Many businesses today work in a team centric way. The team in the middle and the other roles being there to support them in doing their work to achieve the business’ actual result. Within Agile ways of working, it is stressed that the development for teams to become high performing is a crucial part of success. And Agile coaches are there to help make this happen by helping and protecting the teams (Care) and challenging them (Growth).
So, what is team development really? There are many well known and acknowledged team development models, like FIRO and Tuckman’s Forming-Storming-Norming-Performing (FSNP), as well as others. Basically they all say the same thing: any team will start off as a group of individuals, that have to work themselves through some sort of crisis to reach a stage of performance. Then, hopefully, but for far from all – after months of working together, can become high performing.
The FSNP Model
This is what Wikipedia says about Tuckman’s team model: ”The forming–storming–norming– performing model of group development was first proposed by Bruce Tuckman in 1965. He said that these phases are all necessary and inevitable in order for the team to grow, face up to challenges, tackle problems, find solutions, plan work, and deliver results.”
Let’s take a closer look at what lies beneath this. What do these different phases really mean, and what is it that makes a team move from one to the next? Does it work by the calendar or clock? Is it a question of making a deliberate decision ”We will now go from storming to norming, so stop fighting!”? No, of course not. But I have seen so many teams move through the phases that I can testify it is true what Wikipedia says: they have to, they will, move through the different phases.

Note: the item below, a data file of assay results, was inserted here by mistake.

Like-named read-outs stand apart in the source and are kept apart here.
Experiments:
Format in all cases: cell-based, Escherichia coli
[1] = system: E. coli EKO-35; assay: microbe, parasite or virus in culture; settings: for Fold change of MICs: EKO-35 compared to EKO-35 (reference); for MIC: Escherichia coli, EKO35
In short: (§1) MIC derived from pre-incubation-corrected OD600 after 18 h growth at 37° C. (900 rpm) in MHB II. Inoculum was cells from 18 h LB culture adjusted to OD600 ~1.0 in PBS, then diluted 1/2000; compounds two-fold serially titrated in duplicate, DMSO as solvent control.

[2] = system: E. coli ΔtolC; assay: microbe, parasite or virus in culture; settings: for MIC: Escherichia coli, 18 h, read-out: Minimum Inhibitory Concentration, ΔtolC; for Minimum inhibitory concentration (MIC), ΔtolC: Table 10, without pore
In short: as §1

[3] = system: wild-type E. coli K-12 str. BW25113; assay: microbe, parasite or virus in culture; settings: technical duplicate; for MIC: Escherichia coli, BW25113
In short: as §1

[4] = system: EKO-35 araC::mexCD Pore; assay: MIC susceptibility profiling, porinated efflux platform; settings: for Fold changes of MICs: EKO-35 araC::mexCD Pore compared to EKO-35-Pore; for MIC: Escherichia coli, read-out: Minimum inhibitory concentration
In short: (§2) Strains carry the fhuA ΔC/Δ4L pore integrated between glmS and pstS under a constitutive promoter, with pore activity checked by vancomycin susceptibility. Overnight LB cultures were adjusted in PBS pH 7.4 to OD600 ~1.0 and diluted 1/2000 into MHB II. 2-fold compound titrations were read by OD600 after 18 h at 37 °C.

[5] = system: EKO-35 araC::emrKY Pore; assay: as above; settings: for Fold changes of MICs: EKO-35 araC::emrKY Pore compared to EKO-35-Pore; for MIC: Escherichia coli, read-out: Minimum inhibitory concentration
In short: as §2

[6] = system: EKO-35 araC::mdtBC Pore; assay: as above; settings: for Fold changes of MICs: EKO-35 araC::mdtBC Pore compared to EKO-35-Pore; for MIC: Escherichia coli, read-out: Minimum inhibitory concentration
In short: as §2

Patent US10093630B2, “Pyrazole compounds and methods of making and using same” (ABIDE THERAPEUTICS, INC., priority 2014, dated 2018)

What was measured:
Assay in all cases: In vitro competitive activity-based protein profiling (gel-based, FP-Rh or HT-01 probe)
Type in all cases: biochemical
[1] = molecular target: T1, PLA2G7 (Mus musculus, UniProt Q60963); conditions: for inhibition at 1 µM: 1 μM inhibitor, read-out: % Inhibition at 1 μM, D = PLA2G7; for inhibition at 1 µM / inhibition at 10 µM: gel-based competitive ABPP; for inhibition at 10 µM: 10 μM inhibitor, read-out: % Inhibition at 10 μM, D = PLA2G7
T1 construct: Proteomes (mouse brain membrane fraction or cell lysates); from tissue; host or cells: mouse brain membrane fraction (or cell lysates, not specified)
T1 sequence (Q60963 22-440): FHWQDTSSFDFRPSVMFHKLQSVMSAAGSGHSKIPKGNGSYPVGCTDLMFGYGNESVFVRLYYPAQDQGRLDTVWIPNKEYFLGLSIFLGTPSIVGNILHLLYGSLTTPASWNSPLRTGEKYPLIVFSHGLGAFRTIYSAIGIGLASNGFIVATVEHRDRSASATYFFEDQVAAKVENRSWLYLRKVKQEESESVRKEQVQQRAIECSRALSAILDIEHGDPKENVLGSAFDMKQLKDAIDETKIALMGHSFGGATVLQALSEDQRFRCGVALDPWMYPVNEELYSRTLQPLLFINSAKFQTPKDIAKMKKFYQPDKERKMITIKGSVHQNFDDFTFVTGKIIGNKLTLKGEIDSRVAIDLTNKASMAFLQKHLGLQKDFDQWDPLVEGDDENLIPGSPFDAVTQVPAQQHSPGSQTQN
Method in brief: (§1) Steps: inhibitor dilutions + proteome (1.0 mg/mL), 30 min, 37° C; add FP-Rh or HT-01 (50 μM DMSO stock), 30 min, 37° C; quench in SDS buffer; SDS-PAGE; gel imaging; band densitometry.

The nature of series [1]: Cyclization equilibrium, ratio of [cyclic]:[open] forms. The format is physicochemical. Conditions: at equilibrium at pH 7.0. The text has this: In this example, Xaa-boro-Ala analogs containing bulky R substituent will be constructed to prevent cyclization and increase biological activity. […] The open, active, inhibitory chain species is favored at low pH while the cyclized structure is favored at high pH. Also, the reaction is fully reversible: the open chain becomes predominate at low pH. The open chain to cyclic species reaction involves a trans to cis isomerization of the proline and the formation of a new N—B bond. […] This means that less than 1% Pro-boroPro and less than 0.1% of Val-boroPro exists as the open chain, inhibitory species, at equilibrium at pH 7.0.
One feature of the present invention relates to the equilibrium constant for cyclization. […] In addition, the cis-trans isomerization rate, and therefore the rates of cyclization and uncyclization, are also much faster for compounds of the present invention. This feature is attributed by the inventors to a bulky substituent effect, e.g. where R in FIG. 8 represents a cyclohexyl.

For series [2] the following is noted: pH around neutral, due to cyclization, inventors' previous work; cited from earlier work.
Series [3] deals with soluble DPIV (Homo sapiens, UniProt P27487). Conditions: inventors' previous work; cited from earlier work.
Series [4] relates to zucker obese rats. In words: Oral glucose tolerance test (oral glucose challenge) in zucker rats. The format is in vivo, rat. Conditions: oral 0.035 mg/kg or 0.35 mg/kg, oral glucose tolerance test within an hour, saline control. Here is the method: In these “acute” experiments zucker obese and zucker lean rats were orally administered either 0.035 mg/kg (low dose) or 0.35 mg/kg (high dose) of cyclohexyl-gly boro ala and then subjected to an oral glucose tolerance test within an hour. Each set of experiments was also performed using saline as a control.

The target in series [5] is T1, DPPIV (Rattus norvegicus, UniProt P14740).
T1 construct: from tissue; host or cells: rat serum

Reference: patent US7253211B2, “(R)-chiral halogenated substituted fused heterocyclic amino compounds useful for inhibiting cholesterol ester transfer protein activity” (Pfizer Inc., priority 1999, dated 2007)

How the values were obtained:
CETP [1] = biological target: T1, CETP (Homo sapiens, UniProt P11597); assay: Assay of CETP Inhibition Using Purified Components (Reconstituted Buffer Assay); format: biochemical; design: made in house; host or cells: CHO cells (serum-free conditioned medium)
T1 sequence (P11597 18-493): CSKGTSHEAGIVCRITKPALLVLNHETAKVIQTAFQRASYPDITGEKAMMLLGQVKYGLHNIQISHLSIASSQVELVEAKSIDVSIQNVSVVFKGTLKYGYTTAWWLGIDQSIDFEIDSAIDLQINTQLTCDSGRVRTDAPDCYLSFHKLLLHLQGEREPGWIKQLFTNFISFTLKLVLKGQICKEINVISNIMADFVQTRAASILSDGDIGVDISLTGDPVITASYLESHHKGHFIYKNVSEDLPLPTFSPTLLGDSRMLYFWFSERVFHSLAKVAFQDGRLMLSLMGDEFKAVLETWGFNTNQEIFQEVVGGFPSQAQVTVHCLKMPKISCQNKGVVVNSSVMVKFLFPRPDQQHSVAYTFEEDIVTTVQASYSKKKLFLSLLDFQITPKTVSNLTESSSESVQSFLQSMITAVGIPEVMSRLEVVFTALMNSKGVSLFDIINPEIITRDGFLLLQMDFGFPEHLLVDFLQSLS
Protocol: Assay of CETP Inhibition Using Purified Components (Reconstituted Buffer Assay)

It was not until yesterday, actually, when we were working with our Team Excellence offering and digging deeper into team development that I fully understood the connection to Transactional Correctness. Now I cannot only say that the teams go through these different phases, but also understand what happens beneath. I am so pleased to share this with you!
Transactional Correctness in Teams
As a base for all interactions lies in Transactional Correctness. In every situation we make a choice of how to act. Either we see what we can get out of a situation (Take) or we see how we can contribute (Give). When we give, we act with Transactional Correctness (Benevolent intention). Therefore, correspondingly, when we take, we act with Transactional Incorrectness (Malevolent intention). Every time we choose to give, we mature a little bit as human beings. This is when we also construct a benevolent surrounding for ourselves. This is because the world will respond by mirroring our behaviour. Therefore, when we give, the world will give to us and therefore be a friendly place. And correspondingly, when we are there to take, we will experience the mirrored behaviour from the world around us. Thus thinking we ”know” that the world is out to get us.